The Alaska Highway
On October 28, 1942, construction was completed on the 1,700-mile Alaska Highway.
In the 1920s, people began proposing a highway from the lower 48 states, through Canada, to Alaska. The Canadian government refused to offer funds for its construction because it would have benefited only the small population of the country’s Yukon Territory. Support increased in both Canada and the US toward the end of the decade, but the Great Depression hit and there was no money for such a program.
When war came to the Pacific Ocean, US President Franklin Roosevelt once again proposed the highway to Canada as a defense against Japanese aggression on North America. Full support came when the Japanese attacked the American naval base at Pearl Harbor, then captured two of the Aleutian Islands off Alaska’s coast. The Canadians agreed to allow construction on the condition the portion going through that country would be turned over six months after the war.
Construction began in March 1942 after the equipment and workers had traveled by train to Dawson Creek, British Columbia. After the spring thaw, crews began working from both ends, planning to meet in the middle. The US Army Corps of Engineers was assigned more than 10,000 men to build the road. Completing the road in less than nine months is considered one of the greatest feats in US engineering history. The road was officially completed on October 28, 1942.
The highway was dedicated on November 20, 1942, and went into use in 1942. The Alaska-Canadian Military Highway, later the Alcan Highway and eventually just the Alaska Highway, became an important supply route for the bases and airfields in the US territory of Alaska during the war.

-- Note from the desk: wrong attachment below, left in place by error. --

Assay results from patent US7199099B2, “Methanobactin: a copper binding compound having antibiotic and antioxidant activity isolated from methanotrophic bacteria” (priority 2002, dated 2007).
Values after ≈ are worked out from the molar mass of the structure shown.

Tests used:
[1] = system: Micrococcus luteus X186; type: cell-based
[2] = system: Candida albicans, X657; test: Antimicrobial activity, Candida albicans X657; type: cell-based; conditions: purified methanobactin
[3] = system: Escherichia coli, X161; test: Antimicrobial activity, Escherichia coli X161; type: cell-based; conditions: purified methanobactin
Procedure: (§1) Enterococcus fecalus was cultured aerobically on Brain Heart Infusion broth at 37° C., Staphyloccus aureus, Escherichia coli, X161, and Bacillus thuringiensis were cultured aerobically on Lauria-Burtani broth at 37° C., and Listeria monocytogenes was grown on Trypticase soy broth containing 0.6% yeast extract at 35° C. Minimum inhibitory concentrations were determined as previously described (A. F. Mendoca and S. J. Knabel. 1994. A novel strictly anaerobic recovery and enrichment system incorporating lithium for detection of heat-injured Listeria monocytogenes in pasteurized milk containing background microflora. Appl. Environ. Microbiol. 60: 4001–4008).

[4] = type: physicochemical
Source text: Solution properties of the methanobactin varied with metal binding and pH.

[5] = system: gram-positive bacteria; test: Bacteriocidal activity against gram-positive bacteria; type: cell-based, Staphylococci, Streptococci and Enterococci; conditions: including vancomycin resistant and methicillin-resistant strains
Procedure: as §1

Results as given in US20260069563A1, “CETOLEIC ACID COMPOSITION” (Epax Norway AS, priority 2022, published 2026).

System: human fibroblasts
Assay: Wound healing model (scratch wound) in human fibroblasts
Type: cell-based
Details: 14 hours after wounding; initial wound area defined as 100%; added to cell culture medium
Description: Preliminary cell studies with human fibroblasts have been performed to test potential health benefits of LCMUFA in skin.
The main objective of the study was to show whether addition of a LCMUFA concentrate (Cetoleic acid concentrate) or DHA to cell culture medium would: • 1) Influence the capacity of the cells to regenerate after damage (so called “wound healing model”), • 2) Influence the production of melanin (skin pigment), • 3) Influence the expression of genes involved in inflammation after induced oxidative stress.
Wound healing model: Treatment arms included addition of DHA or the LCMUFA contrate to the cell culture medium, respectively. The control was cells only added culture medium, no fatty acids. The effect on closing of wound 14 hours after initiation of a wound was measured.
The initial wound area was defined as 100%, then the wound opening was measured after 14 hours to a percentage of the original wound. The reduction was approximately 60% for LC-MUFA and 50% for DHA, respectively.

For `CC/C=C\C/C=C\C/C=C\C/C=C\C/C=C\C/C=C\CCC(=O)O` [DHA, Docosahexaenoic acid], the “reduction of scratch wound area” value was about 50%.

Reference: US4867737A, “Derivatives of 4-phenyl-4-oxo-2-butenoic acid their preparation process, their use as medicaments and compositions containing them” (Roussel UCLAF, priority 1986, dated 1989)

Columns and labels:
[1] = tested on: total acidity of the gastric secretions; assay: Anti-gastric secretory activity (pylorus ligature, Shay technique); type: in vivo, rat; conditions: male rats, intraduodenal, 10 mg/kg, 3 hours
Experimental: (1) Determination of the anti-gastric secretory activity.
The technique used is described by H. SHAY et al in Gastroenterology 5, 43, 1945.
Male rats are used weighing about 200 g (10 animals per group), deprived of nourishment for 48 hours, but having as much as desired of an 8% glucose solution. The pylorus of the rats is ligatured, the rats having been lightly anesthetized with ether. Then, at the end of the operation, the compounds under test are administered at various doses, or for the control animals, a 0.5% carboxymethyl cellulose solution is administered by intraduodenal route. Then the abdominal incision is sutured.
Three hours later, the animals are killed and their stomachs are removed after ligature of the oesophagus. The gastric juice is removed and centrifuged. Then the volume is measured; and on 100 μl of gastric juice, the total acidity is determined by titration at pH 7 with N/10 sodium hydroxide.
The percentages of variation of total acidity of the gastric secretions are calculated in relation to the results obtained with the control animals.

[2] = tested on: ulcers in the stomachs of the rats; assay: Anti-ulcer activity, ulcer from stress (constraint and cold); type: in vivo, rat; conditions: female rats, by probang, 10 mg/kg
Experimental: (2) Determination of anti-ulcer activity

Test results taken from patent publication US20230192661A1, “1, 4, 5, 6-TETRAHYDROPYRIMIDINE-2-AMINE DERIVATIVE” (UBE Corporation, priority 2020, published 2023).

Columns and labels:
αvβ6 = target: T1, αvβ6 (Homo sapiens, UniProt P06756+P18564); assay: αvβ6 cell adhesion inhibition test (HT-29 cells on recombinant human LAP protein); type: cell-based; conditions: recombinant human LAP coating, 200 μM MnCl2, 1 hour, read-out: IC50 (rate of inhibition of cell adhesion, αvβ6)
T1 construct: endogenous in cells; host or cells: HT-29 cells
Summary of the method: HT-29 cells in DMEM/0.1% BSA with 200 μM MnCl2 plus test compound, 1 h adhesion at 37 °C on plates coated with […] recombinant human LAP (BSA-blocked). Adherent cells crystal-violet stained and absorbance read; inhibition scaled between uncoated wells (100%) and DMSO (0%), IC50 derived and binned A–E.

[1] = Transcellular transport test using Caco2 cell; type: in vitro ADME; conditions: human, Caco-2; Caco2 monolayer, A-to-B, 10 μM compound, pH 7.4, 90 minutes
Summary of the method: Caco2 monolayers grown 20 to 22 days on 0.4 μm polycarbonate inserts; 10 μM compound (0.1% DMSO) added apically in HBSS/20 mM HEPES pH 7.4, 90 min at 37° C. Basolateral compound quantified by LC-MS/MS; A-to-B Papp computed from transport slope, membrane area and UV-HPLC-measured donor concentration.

When the war ended, the Canadian part of the road was turned over to that country as agreed. It became part of the Northwest Highway System. Because the highway was built specifically for the military, some portions were not acceptable for civilian travel. Over time, winding sections and mountain switchbacks were rerouted and the path was changed to bypass residential areas. In the more than 75 years since construction was initially completed on the highway, it has been shortened by over 300 miles. Modern measurements put its length at 1,397 miles.
Early on, mileposts were placed along the extensive highway. Because of the changes made in the route, many of the markers are not accurate, but because of tradition, they remain. In fact, one British Columbia town is named for its milepost location. Wonowon, pronounced “one-oh-one,” is at mile 101 on the highway.
Improvements continue on the Alaska Highway making it easier for residents and visitors alike to travel through this beautiful but frigid state. Without this roadway, Alaska may not have grown to be the productive state it is today.
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